Seth Godin, one of the most prolific and wise marketers, writers, and speakers, recently wrote about public speaking on his blog.
“It’s extremely difficult to read a speech and sound as if you mean it.
For most of us, when reading, posture changes, the throat tightens and people can tell.
Reading is different from speaking, and a different sort of attention is paid.
Before you give a speech, then, you must do one of two things if your goal is to persuade:
1. Learn to read the same way you speak (unlikely)
2. learn to speak without reading. Learn your message well enough that you can communicate it without reading it. We want your humanity.
If you can’t do that, don’t bother giving a speech. Just send everyone a memo and save time and stress for all concerned.”
I am trying to ensure that as part of speech preparation I rehearse multiple times to both help memorize the speech and also see where it needs to be edited for flow and time.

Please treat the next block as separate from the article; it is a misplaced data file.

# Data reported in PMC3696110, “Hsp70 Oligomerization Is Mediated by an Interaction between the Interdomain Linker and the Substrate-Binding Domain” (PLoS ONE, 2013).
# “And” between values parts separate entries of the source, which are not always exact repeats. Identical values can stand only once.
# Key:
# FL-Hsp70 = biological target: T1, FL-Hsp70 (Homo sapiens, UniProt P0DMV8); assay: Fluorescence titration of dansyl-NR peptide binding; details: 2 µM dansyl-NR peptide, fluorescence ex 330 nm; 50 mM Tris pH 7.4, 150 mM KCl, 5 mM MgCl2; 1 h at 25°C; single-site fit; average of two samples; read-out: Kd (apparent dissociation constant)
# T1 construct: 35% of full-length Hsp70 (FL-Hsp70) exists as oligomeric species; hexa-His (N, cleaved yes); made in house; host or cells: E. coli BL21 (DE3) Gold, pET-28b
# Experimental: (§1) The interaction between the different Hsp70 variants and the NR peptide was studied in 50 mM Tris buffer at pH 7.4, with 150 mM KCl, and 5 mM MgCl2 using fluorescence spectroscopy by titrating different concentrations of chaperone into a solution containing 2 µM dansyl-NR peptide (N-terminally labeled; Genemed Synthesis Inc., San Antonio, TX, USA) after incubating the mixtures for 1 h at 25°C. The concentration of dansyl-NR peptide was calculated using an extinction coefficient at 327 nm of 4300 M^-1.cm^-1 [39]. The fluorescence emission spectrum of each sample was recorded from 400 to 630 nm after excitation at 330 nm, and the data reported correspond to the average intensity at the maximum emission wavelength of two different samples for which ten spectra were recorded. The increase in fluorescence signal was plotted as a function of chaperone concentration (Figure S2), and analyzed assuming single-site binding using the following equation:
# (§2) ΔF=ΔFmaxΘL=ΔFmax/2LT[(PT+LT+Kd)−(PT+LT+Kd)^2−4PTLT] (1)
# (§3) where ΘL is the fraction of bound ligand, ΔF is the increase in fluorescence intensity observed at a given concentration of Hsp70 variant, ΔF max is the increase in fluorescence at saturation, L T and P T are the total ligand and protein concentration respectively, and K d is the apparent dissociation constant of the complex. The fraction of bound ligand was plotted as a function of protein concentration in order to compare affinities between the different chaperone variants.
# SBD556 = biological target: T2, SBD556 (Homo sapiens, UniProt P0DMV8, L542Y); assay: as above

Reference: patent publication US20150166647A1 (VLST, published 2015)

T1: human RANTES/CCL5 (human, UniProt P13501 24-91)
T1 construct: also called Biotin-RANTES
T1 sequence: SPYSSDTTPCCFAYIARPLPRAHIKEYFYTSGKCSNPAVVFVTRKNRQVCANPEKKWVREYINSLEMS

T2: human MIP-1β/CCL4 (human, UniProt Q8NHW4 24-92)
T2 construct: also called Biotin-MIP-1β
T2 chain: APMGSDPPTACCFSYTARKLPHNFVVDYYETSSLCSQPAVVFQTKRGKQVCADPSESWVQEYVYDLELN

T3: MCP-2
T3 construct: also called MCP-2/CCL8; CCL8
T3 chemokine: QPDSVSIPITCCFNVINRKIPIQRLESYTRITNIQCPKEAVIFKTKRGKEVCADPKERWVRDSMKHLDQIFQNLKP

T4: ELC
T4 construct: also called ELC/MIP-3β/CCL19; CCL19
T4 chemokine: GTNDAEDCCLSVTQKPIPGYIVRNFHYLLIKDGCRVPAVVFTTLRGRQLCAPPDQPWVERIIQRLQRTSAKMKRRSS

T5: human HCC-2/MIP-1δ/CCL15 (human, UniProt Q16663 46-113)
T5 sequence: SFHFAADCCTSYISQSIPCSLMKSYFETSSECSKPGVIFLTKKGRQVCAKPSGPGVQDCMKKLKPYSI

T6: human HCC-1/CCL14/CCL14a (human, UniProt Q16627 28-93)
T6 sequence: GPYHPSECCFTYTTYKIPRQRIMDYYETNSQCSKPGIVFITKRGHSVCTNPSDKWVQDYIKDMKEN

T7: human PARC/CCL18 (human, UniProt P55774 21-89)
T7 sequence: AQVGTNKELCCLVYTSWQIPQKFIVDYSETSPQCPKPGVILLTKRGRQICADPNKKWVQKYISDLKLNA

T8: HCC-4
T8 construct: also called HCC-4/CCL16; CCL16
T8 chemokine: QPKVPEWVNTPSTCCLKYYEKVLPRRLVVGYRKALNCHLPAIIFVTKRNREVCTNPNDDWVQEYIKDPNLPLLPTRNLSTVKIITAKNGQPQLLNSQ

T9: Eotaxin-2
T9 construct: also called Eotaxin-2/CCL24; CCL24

You have seen the result when a speaker didn’t do this rehearsal.
We all suffer from not having enough time to prepare but try to balance whatever time that can be allocated between time spent creating content and time devoted to rehearsal to improve the quality of speech delivery. If you can’t be excited and present in the moment to deliver a speech just mail it in.
 Not being present in the moment reminds me of the Hindenberg disaster video as applied to speeches crashing and burning. If you don’t prepare to be persuasive and bring the humanity of your presence (that Seth mentions) to the speech you might set off the speech equivalent of the disaster to humanity stated in the Hindenberg video.